During her final tour of the Balkans three weeks ago, German Chancellor Angela Merkel stated that the peninsula’s integration was of “geostrategic” importance. On the eve of the summit, Austrian Chancellor Sebastian Kurz backed Slovenia’s goal of integrating this zone’s countries into the EU by 2030.

However, the unanimity required to begin the hard negotiations is still a long way off, even for the most advanced countries in the accession process, Albania and North Macedonia. Bulgaria, which is already a member of the EU, is opposing North Macedonia’s admission due to linguistic and cultural differences. Since Yugoslavia’s demise, Sofia has rejected the concept of Macedonian language, insisting that it is a Bulgarian dialect, and has condemned the artificial construction of a distinct national identity.

Other countries’ reluctance to join quickly is of a different nature. France and the Netherlands believe that previous enlargements (Bulgaria and Romania in 2007) have resulted in changes that must first be digested before the next round of enlargement. The EU-27 also demand that all necessary prior guarantees be provided regarding the independence of the judiciary and the fight against corruption in these countries. Despite the fact that press freedom is a requirement for membership, the NGO Reporters Without Borders (RSF) urged the EU to make “support for investigative and professional journalism” a key issue at the summit.”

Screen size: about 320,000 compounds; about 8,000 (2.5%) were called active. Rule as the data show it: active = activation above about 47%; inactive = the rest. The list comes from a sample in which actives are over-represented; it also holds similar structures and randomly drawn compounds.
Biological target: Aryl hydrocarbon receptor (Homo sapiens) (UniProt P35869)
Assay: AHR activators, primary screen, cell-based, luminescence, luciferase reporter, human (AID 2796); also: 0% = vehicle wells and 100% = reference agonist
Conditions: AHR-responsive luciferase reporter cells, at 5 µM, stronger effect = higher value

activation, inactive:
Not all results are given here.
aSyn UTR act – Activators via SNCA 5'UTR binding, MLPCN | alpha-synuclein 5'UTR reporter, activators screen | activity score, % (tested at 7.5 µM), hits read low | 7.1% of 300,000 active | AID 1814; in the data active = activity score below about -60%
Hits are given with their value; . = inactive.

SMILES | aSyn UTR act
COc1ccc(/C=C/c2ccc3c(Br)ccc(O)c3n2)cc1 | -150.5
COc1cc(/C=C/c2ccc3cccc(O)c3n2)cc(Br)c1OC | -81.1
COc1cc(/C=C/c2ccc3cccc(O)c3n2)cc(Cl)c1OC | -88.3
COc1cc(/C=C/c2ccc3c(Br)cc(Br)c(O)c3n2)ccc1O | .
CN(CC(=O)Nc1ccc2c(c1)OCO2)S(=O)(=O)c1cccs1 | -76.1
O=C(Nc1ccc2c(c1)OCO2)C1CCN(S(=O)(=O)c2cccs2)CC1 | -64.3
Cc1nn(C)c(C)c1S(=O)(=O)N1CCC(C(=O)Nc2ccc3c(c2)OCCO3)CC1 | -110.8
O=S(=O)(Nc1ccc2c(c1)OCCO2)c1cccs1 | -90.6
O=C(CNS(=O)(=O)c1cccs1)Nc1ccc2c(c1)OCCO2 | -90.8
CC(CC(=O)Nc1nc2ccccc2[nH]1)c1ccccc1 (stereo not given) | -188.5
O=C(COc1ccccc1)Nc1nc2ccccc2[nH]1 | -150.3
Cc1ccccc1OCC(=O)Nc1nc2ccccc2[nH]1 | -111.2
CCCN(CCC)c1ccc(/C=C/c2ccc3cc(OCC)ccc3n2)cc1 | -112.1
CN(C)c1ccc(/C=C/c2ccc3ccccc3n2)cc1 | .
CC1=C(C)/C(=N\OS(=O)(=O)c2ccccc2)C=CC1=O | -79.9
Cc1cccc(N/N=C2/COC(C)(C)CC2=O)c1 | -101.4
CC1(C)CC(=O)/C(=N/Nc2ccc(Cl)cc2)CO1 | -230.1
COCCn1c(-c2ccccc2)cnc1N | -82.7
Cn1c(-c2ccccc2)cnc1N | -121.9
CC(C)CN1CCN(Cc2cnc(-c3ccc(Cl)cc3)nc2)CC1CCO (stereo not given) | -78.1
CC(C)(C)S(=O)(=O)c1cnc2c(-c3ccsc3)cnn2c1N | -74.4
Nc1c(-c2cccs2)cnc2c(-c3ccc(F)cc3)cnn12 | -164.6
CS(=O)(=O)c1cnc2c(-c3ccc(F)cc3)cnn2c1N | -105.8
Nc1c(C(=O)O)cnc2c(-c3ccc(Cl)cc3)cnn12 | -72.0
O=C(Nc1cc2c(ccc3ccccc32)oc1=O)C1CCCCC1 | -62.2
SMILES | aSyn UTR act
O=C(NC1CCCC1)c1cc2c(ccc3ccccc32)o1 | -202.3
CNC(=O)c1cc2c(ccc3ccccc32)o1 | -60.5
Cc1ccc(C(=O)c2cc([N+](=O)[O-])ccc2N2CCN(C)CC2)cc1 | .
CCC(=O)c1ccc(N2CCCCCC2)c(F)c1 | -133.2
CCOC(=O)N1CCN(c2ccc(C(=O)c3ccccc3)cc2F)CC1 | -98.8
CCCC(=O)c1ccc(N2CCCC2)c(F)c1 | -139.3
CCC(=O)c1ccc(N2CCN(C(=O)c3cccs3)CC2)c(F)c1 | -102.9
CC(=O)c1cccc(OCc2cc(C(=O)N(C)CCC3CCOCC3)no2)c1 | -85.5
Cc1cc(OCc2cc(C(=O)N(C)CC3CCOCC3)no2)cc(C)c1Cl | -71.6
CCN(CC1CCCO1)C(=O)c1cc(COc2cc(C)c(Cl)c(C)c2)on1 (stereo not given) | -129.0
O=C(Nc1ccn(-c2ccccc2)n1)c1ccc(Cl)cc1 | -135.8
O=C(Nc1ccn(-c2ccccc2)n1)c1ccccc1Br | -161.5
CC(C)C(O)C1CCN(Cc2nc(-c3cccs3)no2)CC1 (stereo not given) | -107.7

While the EU-27 have not met since June, the topic of Western Balkans integration is competing with other top priorities in the run-up to France’s presidency of the EU in the first half of 2022. On the eve of the summit, a working dinner will be held, the President of the European Council, Charles Michel, called for “a strategic discussion on the role of the Union on the international scene” in his letter of invitation to the EU-Balkans Summit, citing “recent developments in Afghanistan,” the announcement of the AUKUS pact between the United States, Australia, and the United Kingdom, which has enraged Paris.